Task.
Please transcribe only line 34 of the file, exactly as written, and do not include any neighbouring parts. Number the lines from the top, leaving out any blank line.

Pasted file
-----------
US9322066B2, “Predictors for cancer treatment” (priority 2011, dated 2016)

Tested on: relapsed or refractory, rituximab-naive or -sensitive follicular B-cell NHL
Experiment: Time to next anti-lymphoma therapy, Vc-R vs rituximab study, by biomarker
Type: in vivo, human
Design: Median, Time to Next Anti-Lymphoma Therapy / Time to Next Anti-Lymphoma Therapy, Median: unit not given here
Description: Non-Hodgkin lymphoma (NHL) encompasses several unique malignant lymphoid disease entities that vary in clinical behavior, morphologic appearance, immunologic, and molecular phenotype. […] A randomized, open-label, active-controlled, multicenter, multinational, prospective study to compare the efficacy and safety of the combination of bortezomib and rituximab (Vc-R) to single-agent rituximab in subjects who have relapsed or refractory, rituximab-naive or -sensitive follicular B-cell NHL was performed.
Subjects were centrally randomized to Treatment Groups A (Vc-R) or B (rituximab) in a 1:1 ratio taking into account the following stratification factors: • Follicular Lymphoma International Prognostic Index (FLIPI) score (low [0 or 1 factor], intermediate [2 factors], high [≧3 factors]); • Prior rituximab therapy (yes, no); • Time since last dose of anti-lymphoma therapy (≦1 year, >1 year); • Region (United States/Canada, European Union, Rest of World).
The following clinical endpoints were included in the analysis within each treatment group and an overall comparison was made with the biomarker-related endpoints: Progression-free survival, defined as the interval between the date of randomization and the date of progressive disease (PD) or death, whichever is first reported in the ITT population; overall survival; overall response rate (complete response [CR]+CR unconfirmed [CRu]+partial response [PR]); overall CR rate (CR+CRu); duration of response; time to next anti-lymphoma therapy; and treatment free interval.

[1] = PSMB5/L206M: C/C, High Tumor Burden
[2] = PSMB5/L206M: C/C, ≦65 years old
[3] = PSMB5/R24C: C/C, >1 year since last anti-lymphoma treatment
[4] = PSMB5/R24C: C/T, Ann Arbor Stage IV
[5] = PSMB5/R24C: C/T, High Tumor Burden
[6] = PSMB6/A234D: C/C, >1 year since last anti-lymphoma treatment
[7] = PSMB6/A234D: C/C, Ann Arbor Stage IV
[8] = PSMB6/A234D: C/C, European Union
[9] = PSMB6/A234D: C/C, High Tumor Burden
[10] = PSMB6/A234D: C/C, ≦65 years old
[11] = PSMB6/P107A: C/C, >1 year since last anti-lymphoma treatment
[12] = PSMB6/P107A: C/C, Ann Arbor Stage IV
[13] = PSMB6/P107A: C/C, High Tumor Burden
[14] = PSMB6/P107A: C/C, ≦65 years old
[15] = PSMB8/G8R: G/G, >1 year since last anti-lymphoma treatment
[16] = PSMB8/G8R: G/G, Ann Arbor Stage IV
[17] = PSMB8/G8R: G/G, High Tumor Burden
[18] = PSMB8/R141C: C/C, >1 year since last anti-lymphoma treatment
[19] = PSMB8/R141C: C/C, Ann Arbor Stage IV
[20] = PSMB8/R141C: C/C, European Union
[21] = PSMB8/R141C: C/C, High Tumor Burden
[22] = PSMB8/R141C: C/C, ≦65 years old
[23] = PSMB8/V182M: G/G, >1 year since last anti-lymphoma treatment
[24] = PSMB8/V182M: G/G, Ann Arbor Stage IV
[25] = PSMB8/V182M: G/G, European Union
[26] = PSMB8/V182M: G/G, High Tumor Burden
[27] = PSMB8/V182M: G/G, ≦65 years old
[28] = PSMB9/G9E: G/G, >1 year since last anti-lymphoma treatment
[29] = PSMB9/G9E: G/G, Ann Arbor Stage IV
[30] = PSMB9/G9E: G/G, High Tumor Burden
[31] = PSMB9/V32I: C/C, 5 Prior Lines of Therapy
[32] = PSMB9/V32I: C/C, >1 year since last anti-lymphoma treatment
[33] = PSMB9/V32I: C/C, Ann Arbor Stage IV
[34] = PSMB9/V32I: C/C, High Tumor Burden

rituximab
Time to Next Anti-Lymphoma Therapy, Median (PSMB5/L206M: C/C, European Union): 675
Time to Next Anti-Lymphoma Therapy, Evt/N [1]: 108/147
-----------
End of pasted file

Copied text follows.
[26] = PSMB8/V182M: G/G, High Tumor Burden